Net migration is set to hit more than 300,000 this year, returning it to the record levels of the mid-2010s, despite manifesto pledges to reduce it.
Official figures next month are expected to reveal net migration has increased by more than a quarter in a year from 239,000 last year, putting it on a par with the numbers before Britain voted to leave the EU and “take control of its borders”.
It follows a record 1.12 million applications by foreign nationals to work, study, resettle or join family in the UK in the past year.
The number of work visas issued to foreign nationals and their dependents has hit more than 330,000 in the year to June 2022, up nearly 80 per cent on the previous year.
Tom Pursglove, the immigration minister, admitted demand for work visas has been “extremely high” and “above forecasts”, forcing the Home Office to put on extra staff to process applications.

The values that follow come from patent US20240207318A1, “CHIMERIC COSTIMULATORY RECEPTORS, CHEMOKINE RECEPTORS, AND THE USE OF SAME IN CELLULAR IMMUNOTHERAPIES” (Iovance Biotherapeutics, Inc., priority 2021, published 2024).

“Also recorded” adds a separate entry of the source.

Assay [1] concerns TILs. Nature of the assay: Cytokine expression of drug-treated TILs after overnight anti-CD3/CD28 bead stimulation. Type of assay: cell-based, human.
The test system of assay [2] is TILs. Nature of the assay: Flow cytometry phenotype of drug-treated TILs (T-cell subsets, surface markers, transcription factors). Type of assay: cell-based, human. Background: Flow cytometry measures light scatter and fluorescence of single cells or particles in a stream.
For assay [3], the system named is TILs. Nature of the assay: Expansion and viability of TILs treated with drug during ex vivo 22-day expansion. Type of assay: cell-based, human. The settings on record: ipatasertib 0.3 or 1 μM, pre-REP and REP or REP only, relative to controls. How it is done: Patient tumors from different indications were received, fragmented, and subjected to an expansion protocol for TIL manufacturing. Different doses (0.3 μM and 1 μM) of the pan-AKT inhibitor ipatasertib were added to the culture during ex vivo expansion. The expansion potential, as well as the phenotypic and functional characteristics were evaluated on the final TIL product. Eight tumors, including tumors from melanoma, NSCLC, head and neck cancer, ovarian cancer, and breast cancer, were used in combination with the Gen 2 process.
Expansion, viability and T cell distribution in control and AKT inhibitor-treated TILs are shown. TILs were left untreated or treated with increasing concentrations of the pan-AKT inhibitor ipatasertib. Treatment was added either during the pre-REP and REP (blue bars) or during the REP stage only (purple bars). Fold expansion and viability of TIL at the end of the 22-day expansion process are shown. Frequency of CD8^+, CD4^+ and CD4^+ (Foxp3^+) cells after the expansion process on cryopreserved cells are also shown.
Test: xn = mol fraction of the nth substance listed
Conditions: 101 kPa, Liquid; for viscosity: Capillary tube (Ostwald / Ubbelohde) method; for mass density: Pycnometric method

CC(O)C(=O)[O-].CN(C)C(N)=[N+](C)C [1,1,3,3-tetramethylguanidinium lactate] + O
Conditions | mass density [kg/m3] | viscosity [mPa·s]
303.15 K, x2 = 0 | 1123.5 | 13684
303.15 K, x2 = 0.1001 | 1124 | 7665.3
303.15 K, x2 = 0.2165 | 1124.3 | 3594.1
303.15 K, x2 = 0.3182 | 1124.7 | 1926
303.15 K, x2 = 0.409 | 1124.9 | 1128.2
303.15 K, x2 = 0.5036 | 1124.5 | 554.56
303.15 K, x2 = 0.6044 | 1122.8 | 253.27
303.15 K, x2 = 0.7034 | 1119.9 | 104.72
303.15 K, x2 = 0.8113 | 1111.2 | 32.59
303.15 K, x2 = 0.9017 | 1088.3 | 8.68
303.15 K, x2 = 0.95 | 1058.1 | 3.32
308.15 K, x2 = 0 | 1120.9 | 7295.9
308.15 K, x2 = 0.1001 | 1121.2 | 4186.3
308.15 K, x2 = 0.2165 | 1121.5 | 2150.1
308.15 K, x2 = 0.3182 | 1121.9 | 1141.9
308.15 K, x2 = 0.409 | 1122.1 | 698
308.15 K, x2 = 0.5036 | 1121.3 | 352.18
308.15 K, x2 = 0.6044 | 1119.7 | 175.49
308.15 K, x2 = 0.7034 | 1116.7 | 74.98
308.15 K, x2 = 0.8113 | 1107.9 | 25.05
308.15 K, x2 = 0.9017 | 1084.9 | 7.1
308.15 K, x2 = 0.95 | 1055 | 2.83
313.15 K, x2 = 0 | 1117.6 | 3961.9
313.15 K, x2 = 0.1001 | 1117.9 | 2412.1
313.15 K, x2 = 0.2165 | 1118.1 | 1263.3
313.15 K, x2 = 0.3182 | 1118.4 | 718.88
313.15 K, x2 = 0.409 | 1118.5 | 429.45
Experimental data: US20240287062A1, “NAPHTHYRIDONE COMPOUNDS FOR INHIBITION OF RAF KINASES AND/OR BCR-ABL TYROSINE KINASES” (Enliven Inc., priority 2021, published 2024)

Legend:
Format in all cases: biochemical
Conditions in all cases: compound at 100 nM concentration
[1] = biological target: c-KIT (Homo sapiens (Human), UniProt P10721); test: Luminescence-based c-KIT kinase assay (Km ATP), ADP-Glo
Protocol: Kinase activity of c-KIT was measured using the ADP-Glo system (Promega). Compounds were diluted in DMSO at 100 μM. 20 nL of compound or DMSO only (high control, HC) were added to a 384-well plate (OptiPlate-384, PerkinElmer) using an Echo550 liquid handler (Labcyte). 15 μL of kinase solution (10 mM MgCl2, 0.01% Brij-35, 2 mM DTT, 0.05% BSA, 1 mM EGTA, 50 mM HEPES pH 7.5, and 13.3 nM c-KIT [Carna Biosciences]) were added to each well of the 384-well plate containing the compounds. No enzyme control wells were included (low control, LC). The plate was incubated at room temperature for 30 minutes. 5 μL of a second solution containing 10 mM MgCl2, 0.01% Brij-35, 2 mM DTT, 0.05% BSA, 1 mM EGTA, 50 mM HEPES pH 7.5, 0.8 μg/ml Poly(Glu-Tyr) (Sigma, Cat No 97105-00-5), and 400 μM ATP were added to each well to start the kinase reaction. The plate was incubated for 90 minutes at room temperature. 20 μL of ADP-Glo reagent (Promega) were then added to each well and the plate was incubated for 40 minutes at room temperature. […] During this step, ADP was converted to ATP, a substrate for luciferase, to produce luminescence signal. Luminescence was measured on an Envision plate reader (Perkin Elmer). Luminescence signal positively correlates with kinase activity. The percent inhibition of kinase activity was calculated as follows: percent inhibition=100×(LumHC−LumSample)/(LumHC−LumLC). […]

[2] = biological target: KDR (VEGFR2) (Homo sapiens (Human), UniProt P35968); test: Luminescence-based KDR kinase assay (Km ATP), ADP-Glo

The disclosures will fuel the Cabinet row over proposals to further relax immigration restrictions to boost growth that saw Suella Braverman resign as Home Secretary.
Ms Braverman was resisting demands by Liz Truss and Chancellor Jeremy Hunt to liberalise the regime and to maintain net migration in at least the 200,000s to convince the Office for Budget Responsibility that growth from immigration could plug a £10 billion black hole in the finances.
The former Home Secretary saw it as a breach of the Conservative’s 2019 manifesto pledge to bring down overall migration after declaring it her ambition at the Tory conference to reduce it to “tens of thousands”.